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I was reading Naomi Klein's book recently, and it mentioned tree planting for offsetting emissions is bad (or at least a poor solution). Can someone who has worked with some of these organizations or talked to people on the ground verify this? This will impact some donations. This narrative contrasts that of Doing Good Better, which said that Cool Earth helped train indigenous people transition away from slash and burn agriculture to more sustainable forms. I'm more inclined to believe Klein, based on recency, but would like some input.

Here's the book excerpt (Klein):

This points to a broader problem with offsets, one that reaches beyond the official trading systems and into a web of voluntary arrangements administered by large conservation groups in order to unofficially “offset” the emissions of big polluters. Particularly in the early days of offsetting, after forest conservation projects began appearing in the late 1980s and early 1990s, by far the most persistent controversy was that—in the effort to quantify and control how much carbon was being stored so as to assign a monetary value to the standing trees—the people who live in or near those forests were sometimes pushed onto reservation-like parcels, locked out of their previous ways of life. 


This locking out could be literal, complete with fences and armed men patrolling the territory looking for trespassers. For instance, in Paraná, Brazil, at a project providing offsets for Chevron, GM, and American Electric Power and administered by The Nature Conservancy and a Brazilian NGO, Indigenous Guarani were not allowed to forage for wood or hunt in the places they’d always occupied, or even fish in nearby waterways. As one local put it, “They want to take our home from us.” Cressant Rakotomanga, president of a community organization in Madagascar where the Wildlife Conservation Society is running an offset program, expressed a similar sentiment. “People are frustrated because before the project, they were completely free to hunt, fish and cut down the forests.”

Indeed the offset market has created a new class of “green” human rights abuses, wherein peasants and Indigenous people who venture into their traditional territories (reclassified as carbon sinks) in order to harvest plants, wood, or fish are harassed or worse. Near Guaraqueçaba, Brazil, locals have reported being shot at by park rangers while they searched the forest for food and plants inside the Paraná offset project hosted by The Nature Conservancy. And in a carbon-offset tree-planting project in Uganda’s Mount Elgon National Park and Kibale National Park, run by a Dutch organization, villagers described a similar pattern of being fired upon and having their crops uprooted.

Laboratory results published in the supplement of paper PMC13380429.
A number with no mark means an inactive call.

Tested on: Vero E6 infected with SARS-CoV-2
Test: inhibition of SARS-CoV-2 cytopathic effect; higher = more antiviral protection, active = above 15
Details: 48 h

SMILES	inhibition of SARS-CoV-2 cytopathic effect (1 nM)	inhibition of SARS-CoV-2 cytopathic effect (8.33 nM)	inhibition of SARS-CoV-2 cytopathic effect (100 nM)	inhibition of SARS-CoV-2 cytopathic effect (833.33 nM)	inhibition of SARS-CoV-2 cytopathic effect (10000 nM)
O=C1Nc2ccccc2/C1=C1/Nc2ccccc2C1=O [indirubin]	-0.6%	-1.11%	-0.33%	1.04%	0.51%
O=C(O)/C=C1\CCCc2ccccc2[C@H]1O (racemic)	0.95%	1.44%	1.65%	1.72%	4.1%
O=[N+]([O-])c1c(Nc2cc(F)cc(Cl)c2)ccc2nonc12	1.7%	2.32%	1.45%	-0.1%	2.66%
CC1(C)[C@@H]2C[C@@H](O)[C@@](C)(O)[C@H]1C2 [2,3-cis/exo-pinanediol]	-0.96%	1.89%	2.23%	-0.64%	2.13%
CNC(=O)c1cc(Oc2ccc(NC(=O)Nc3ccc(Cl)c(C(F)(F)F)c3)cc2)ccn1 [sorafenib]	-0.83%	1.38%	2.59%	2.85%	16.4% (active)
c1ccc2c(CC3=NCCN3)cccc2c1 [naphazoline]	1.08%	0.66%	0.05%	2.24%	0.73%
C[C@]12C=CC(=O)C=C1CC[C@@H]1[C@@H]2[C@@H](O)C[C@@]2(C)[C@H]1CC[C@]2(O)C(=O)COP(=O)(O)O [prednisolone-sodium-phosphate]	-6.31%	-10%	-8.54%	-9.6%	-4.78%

In the wake of such reports, some of the green groups involved in offsetting now stress their dedication to Indigenous rights. For example, in the Bajo Aguán region of Honduras, some owners of palm oil plantations have been able to register a carbon offset project that claims to capture methane. When the Big Green groups refer to offsets as the “low-hanging fruit” of climate action, they are in fact making a crude costbenefit analysis that concludes that it’s easier to cordon off a forest inhabited by politically weak people in a poor country than to stop politically powerful corporate emitters in rich countries—that it’s easier to pick the fruit, in other words, than dig up the roots.

Thank you




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There's not necessarily a contradiction here, as both DGB and Klein describe specific instances (both could be true at the same time).

That said, EAs have, by and large, moved away from recommending forestry offsets for a host of reasons, including difficulty to ensure additionality and permanence.

You might also find this relevant: https://forum.effectivealtruism.org/posts/RnmZ62kuuC8XzeTBq/why-we-have-over-rated-cool-earth

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